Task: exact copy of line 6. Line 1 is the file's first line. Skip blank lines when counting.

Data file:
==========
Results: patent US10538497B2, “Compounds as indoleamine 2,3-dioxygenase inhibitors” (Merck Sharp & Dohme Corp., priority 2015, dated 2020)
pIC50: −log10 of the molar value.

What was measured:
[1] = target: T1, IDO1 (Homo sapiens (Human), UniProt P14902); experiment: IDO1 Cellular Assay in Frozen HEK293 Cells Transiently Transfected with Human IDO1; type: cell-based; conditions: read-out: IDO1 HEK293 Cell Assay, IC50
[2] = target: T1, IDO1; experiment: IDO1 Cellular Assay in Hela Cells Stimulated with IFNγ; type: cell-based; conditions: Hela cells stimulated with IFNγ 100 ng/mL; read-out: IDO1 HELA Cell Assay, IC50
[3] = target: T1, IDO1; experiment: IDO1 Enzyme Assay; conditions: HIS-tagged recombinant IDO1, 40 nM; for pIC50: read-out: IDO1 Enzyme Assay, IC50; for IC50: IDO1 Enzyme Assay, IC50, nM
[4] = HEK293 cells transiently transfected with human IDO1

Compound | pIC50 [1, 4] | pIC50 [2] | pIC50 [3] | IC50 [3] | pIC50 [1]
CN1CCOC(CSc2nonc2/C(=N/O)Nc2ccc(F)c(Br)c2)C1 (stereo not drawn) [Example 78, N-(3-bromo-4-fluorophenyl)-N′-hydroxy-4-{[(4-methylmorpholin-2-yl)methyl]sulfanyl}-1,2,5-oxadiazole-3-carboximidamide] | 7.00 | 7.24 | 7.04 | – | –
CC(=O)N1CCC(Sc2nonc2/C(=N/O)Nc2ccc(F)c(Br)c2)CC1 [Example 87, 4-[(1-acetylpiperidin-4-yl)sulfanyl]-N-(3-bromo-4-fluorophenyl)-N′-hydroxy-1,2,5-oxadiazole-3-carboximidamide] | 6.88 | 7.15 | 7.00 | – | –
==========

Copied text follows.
[3] = target: T1, IDO1; experiment: IDO1 Enzyme Assay; conditions: HIS-tagged recombinant IDO1, 40 nM; for pIC50: read-out: IDO1 Enzyme Assay, IC50; for IC50: IDO1 Enzyme Assay, IC50, nM